Publications

NIBIOs employees contribute to several hundred scientific articles and research reports every year. You can browse or search in our collection which contains references and links to these publications as well as other research and dissemination activities. The collection is continously updated with new and historical material.

2006

Abstract

In this study, forest treated with different strengths of selective cutting (2570 % of volume removed) was remeasured after twelve years in 2005. At each of the sixteen 0.2 ha plots, including four repeats of each treatment, all trees larger than dbh 2.5 cm were calipered. We investigated growth, changes in stand structure, tree age, tree damage and crown condition.The diameter distribution displayed a reverse J-curve at all plots both before and after the cuttings. Twelve years later the curve is only slightly changed. Increment cores from 300 trees were taken to analyse annual growth reactions in different diameter classes. Most trees reacted with increased growth from the second or third year after the cutting.This improved growth accelerated the following six or seven years with 20-80% increase. Both small and large trees reacted, including severely suppressed trees. The initial crown volume and crown vitality after cutting is essential for the increased growth since several years are necessary to build up a larger and better crown. The relationship between increased growth and reduced volume per hectare indicates less competition between trees regarding nutrients and light after the cutting.

Abstract

The storm Gudrun hit southern Sweden in January 2005 and approximately 70 million cubic meters of forest was wind felled. The existing logistic planning at forest companies in the damaged area had to be changed over night. There was a direct shortage of both harvest and transportation capacities. Key questions that arised were which terminals to use, where to harvest, where to store, which transportation modes (truck, train, ship) to use. In this paper we describe how the forest company Sveaskog made use of Operations Research (OR) as an important decision support in their supply chain planning in the aftermath of the storm.

Abstract

The effect of plant age and cold hardening on resistance to pink snow mould caused by Microdochium nivale was studied in perennial ryegrass. Resistance to M. nivale was estimated as relative regrowth after inoculation and incubation under artificial snow cover at 2 degrees C. Resistance increased with increasing plant age. Cold hardened and unhardened plants of the same age displayed identical resistance. Preliminary studies indicate that expression of genes coding for the PR proteins chitinase and PR-1a increased during incubation of inoculated perennial ryegrass, but no clear difference in expression of these genes was found between plants of different ages, or in hardened versus unhardened plants.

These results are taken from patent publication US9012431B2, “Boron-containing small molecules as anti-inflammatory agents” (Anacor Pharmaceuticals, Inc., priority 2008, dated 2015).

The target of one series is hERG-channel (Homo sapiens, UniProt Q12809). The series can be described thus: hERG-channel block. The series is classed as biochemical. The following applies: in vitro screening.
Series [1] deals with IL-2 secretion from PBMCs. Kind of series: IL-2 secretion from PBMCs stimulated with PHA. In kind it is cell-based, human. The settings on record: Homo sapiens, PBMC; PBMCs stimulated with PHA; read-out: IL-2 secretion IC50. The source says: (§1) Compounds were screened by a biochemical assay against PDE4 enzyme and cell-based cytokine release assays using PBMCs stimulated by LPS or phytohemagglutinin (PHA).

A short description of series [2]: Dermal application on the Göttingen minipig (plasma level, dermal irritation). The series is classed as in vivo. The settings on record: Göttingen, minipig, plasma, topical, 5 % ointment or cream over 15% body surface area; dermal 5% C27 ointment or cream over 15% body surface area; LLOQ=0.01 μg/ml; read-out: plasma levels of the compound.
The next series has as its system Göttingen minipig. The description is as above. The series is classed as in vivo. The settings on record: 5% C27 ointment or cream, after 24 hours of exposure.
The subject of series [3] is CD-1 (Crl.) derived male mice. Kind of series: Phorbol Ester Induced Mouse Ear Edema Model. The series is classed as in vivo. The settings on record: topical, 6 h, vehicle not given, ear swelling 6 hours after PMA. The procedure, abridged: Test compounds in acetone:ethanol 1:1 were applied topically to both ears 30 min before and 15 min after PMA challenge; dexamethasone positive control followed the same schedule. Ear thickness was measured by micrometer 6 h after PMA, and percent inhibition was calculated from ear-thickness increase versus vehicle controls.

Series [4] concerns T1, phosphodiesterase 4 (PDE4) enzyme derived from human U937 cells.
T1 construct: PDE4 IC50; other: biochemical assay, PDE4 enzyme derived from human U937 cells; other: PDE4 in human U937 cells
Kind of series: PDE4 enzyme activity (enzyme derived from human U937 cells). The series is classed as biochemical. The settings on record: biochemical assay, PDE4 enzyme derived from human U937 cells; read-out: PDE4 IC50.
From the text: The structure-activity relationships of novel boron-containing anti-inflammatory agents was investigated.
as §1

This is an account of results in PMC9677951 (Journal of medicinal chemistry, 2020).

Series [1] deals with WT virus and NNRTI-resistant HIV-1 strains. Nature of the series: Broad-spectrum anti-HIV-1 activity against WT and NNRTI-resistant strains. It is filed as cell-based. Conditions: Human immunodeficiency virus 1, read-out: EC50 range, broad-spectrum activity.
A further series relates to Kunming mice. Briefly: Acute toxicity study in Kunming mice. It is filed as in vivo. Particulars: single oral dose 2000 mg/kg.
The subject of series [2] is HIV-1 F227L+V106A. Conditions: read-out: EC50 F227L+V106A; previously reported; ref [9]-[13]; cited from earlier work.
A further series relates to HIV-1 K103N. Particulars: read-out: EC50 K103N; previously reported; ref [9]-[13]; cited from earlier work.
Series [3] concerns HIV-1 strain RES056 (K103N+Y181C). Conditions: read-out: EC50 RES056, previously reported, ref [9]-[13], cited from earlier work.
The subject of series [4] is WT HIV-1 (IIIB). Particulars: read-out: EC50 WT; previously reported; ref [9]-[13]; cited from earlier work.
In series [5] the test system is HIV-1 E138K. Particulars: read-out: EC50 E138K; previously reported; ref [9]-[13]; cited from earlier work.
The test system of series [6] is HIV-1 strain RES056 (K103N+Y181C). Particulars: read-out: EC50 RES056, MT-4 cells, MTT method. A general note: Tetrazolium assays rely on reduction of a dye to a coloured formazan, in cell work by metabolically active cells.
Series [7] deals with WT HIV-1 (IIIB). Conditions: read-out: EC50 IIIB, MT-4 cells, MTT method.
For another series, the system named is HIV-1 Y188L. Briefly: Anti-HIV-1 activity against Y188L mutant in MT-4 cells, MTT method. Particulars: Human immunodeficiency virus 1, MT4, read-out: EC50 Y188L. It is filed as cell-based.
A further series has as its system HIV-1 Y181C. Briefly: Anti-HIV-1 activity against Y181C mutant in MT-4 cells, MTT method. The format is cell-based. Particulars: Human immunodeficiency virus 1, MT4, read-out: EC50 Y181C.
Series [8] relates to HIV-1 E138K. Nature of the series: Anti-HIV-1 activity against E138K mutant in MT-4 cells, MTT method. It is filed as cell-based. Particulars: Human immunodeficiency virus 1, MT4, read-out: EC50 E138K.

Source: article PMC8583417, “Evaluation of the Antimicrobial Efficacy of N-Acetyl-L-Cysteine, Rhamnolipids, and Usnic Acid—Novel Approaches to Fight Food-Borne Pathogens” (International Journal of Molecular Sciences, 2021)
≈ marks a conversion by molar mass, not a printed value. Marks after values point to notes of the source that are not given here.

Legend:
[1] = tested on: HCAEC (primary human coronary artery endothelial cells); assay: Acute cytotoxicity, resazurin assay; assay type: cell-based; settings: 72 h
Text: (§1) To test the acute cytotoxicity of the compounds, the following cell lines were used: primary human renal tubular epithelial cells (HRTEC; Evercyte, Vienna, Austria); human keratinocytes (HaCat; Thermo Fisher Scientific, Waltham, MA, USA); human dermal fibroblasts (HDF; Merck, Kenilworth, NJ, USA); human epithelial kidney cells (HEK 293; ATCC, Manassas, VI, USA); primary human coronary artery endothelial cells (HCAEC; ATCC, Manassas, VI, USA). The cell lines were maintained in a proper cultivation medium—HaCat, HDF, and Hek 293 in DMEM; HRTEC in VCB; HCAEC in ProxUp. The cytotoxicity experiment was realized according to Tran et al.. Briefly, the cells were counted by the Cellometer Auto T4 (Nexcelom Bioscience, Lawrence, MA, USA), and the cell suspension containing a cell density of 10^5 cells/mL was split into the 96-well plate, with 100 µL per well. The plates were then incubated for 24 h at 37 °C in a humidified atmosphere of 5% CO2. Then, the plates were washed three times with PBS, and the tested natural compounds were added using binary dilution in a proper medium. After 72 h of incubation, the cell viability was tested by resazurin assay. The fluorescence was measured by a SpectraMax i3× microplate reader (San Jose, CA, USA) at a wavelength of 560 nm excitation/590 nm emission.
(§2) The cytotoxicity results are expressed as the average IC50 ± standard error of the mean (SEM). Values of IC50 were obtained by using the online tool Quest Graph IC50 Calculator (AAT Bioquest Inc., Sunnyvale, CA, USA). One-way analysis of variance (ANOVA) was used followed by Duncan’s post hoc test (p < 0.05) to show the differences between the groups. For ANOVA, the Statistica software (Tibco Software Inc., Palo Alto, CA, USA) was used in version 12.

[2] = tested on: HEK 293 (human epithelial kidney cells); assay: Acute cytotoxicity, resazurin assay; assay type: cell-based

Abstract

Feed fatty acid (FA) composition influences the FA composition of cow milk. In a continuous production experiment with 32 Norwegian red dairy cows fishmeal (FM) was compared to peameal (PM) as protein supplement to home-grown cereals and grass silage in organic farming. The protein supplements were together with cereals formulated to be isonitrogeneous and isoenergetic (NEL) and were compared at high (HC) and low concentrate (LC) level. The concentrate rations did not affect the intake of silage. Fishmeal resulted in significantly higher milk yield (kg) with a lower fat concentration (HC) compared to PM. Lower concentrations of urea and FFA were found in milk produced with FM compared to PM. Milk flavour and odour was equal or better when FM rather than PM was fed. Fishmeal diets increased significantly the proportions of several long-chain FAs: oleic acid (C18:1c9), vaccenic acid (C18:1c11), CLA (C18:2c9,t11, not significant at HC), C20:0, C18:1t10, and DHA (C22:6 n-3) in milk fat compared to PM. DHA, which is found in high concentrations in FM (14 g/100g FAME), had the most significant increase. The proportion of C18:3 n-3 (ALA) was significantly lower when FM was fed compared to PM. The percentage of saturated FA was significantly lower and the percentage of monounsaturated FA was higher when FM rather than PM was fed. For cows on HC the n-6/n-3 ratio was lower in the FM group than in the PM group, and the ratio was lower at LC than at HC (p = 0.006, interaction p = 0.02). Fishmeal diets included higher proportions of oats than PM diets. Oats have high content of oleic acid and may therefore have influenced the composition of FAs in milk fat as well as the protein supplements. Fishmeal increased the proportion of beneficial FAs without reducing the sensoric quality of milk. It remains unclear whether this is an effect of protein source or an effect of the higher oat proportions in FM diets.